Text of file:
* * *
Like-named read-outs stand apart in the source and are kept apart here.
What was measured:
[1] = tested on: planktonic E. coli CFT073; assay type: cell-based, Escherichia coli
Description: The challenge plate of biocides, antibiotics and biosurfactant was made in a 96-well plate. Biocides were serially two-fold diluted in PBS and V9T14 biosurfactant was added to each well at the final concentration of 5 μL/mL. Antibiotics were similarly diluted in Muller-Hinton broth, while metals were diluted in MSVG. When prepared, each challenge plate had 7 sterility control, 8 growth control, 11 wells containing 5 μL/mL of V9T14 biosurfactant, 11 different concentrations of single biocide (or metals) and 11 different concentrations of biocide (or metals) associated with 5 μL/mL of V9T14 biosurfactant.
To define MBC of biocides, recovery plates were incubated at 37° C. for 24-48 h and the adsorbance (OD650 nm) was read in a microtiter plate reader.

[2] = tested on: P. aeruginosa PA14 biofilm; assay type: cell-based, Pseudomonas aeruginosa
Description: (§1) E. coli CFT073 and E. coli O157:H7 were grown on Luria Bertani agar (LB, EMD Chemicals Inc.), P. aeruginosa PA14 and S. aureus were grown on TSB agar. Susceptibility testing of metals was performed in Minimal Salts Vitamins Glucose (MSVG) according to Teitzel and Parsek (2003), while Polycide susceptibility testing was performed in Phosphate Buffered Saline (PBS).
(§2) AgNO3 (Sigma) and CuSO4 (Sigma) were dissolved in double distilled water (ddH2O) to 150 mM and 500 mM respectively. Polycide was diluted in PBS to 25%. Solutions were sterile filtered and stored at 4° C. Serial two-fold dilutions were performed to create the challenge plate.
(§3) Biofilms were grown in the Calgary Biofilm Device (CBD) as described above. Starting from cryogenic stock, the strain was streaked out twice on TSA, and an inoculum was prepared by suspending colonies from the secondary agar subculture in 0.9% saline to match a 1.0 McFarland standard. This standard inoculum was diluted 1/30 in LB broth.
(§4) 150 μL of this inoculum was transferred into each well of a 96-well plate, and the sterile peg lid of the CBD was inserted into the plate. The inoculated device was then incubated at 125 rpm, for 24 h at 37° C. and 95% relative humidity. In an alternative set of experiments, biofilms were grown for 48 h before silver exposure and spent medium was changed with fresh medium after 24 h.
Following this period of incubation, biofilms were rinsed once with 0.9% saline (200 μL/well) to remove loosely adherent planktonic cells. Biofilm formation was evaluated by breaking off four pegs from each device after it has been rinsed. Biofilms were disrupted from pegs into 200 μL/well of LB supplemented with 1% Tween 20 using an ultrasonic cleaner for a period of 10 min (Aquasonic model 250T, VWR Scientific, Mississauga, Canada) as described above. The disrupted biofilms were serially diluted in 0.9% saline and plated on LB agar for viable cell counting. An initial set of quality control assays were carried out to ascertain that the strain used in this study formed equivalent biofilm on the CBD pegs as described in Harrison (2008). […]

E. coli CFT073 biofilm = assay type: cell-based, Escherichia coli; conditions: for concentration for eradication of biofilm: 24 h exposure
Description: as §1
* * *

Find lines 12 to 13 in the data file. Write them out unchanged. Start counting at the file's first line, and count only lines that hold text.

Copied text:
E. coli CFT073 biofilm = assay type: cell-based, Escherichia coli; conditions: for concentration for eradication of biofilm: 24 h exposure
Description: as §1